12.14.09

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Patents Roundup: Apple and Microsoft Extremely Busy with Patents as the Patent Bubble Finally Bursts

Posted in Apple, GNU/Linux, GPL, Law, Microsoft, Patents at 10:25 am by Dr. Roy Schestowitz

Soap bubble

Summary: Foes of software freedom accumulate patents and get sued; the USPTO sees considerable decline in business

GNU/Linux users should definitely care about patent law because it is a threat to Free software. The president of the FFII points out that OpenBTS is now explicitly saying: “If you hold GSM patent licenses, you cannot redistribute OpenBTS under GPLv3.”

There is nothing wrong with the GPLv3. It merely defends users from software patents, which are a form of monopoly.

According to TechDirt, when Apple is not fighting with patents, it is actually acquiring more of them.

Apple Trying To Patent Anti-Tamper Tape

[...]

Apparently, Apple is trying to patent anti-tamper tape. The patent application, for a “tamper resistant label for detecting device openings,” describes some adhesive tape that could be placed inside devices, which would get torn or damaged if someone opened the device. It seems like there’s a ton of prior art here.

More wood thrown into the fire.

Watch what Microsoft is patenting. From the summary in Slashdot:

Microsoft Invents Price-Gouging the Least Influential

“In the world envisioned by Microsoft’s just-published patent application for Social Marketing, monopolists will maximize revenue by charging prices inversely related to the perceived influence an individual has on others. Microsoft gives an example of a pricing model that charges different people $0, $5, $10, $20, or $25 for the identical item based on the influence the purchaser wields. A presentation describing the revenue optimization scheme earned one of the three inventors applause (MS-Research video), and the so-called ‘influence and exploit’ strategies were also featured at WWW 2008 (PDF). The invention jibes nicely with Bill Gates’s pending patents for identifying influencers. Welcome to the brave new world of analytics.”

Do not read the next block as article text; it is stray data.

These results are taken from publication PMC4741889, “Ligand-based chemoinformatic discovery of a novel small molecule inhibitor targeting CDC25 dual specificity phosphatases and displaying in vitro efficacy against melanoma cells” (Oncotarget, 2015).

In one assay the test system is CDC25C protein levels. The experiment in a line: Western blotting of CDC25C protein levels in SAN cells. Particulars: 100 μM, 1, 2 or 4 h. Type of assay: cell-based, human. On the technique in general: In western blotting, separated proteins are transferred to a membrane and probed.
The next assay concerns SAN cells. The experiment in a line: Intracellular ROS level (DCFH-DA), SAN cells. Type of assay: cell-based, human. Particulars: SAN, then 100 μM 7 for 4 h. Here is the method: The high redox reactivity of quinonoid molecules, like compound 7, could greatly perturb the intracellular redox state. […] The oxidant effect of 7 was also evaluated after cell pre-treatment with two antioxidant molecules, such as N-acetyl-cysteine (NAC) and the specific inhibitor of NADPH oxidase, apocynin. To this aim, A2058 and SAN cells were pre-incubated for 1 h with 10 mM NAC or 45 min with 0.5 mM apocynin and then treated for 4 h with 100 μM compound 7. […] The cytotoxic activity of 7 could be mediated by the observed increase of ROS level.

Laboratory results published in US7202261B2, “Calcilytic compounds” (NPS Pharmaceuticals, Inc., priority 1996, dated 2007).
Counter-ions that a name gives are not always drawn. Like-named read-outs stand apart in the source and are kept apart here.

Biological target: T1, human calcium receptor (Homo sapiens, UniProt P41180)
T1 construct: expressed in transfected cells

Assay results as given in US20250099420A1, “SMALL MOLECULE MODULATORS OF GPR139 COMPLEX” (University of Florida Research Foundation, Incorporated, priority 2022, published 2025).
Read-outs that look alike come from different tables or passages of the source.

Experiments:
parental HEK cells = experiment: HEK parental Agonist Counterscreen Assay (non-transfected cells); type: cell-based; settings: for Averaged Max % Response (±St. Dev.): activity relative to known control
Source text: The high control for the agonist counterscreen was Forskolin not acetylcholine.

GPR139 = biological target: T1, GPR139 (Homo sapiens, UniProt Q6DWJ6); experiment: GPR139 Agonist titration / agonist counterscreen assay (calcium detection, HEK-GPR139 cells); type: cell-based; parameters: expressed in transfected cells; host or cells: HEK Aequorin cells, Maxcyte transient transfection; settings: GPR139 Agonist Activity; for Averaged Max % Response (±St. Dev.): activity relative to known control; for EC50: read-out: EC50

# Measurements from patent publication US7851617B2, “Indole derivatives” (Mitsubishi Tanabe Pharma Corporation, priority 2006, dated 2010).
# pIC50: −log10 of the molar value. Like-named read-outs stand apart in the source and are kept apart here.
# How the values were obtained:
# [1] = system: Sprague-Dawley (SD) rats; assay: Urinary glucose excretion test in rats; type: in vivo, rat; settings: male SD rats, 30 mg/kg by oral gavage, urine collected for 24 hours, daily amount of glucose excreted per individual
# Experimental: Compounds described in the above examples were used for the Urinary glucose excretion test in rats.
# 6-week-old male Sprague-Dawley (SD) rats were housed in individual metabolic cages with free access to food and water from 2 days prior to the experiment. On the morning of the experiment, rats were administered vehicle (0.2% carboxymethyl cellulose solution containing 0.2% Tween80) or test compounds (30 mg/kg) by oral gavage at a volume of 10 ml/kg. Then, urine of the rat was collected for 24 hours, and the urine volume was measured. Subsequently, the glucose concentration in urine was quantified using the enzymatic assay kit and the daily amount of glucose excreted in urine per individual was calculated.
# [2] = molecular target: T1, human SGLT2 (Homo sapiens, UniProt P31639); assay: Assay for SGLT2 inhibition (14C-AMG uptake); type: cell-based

Here is Microsoft talking about “Licensing Secrets” in this new press release.

Success in Microsoft licensing demands extraordinary attention to detail and the fine print.

Well, they don’t say.

This morning we wrote about Monsanto and Bill Gates. Glyn Moody gets around to addressing the subject too. It’s about patents on life of animals and plants. In summary, Moody writes:

Amazingly, David Boies, the lawyer that led the attack on Microsoft during that investigation, is also invovled: he is representing Du Pont, one of Monsanto’s rivals concerned about the latter’s monopoly power.

Let’s just hope that Monsanto becomes the subject of a full anti-trust action, and that the result is more effective than that applied to Microsoft. After all, we’re not talking about software here, but the world’s food supply, and monopolies – both intellectual and otherwise – are simply morally indefensible when billions of lives are stake.

For Microsoft, the affair with patents is a mixed bag. It is also being sued, this one being a new example.

Microsoft, Nokia, Amazon, others sued over hardware acceleration

[...]

A company called Nazomi Communications has sued a number of large companies for breaching patents it owns on hardware acceleration.